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Impact Insights #12

2023 broke the record for the hottest year ever witnessed; scientists agree we will reach 1.5°C before 2030

In 2015 in Paris, 196 countries committed to keeping the global average temperature to 1.5°C above pre-industrial levels. This is the threshold above which extreme weather events will be even more complex and costly to deal with than they already are today. However, scientists warn that we will likely reach 1.5°C sometime in 2024. In 2023, the average temperature of 14.98°C was 0.17 degrees higher than in 2016 which held the previous record for the hottest year. According to a recent survey from the World Economic Forum, extreme weather is identified by the public as the risk with the highest likelihood to present a crisis on a global scale this year.

■ The EU parliament voted to halt unsubstantiated and misleading environmental claims

After months of negotiations, the EU Parliament approved in January the Directive on Empowering Consumers for the Green Transition, which aims to prevent companies from marketing their products and services using general and unverified claims - such as “green,” “ecological,” “biodegradable” or “eco-friendly.” Such claims will only be allowed when supported by labels and certifications recognized by the EU, such as the EU Ecolabel. The directive intends to reduce greenwashing and increase consumers’ trust. The ECGT also prohibits the use of the terms “climate-neutral” or “climate-positive” based on a company’s involvement in carbon offsetting schemes. Some carbon offsetting projects have recently been scrutinized, such as cookstove projects overstating real-life climate benefits by 1000%. This new regulation will be enacted across the EU in 2026.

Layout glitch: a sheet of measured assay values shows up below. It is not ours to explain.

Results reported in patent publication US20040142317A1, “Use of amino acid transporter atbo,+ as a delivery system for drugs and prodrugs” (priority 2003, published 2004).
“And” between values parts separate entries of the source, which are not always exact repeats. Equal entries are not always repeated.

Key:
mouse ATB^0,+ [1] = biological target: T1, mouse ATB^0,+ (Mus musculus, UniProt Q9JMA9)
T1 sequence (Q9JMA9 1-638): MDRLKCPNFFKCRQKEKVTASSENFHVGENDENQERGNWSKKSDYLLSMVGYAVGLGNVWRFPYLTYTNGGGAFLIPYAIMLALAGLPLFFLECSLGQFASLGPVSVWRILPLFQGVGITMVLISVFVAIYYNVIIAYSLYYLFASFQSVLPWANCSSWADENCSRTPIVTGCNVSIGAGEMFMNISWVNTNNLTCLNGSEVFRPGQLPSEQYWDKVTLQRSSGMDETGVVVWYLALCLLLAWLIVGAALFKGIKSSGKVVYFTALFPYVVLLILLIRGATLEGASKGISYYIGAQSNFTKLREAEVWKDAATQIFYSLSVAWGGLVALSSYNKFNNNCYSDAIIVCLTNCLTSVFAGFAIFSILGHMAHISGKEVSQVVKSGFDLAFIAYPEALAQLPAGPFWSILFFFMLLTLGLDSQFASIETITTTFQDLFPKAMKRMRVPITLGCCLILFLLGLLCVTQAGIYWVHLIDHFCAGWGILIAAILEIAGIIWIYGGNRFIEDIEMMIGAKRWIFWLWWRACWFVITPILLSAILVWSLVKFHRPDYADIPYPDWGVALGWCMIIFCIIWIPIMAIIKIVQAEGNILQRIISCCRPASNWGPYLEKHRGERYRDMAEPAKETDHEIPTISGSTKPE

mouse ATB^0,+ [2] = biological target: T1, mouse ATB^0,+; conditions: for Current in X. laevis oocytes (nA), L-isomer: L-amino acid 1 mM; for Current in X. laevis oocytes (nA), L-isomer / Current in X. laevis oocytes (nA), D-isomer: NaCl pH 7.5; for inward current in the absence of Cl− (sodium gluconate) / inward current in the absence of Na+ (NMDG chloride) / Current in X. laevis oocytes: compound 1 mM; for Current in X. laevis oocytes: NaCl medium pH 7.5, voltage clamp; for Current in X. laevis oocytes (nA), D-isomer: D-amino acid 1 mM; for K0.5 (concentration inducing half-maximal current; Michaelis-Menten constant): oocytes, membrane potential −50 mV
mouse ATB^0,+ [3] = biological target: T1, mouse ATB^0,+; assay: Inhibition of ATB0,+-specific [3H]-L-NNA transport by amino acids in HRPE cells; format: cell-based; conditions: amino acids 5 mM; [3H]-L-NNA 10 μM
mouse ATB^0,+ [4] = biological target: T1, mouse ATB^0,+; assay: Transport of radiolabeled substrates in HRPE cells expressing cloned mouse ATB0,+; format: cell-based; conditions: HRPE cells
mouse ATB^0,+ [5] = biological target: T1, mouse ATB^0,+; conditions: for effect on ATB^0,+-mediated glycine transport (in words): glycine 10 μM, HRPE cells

■ Lawsuits - Shell and ING in the eye of the “duty to care” storm

In 2021, the environmental organization Milieudefensie won a court case against the giant Shell. New documents dating back to the 1970s, 1980s, and 1990s have recently been uncovered, revealing that the company was long aware of the harm its products caused and already recognized the need to take a careful approach - and yet did not change its course. These documents will allow litigators to strengthen claims against Shell. However, the company is not the only one in the spotlight currently, as the same campaign group, Milieudefensie, has initiated legal action against ING and communicated demands regarding policies and targets. As Europe's eighth largest fossil fuel financier, ING is deemed to breach its “duty of care” obligation. These cases make it clear that fossil fuel companies and their financers are facing increasing climate litigation risks unless communicating a solid phasing-out plan. After Shell, ING losing the case would likely increase public confidence that such cases can be won and open the way for more.

■ New report estimated benefits of shifting to sustainable food systems to USD 10 trillion annually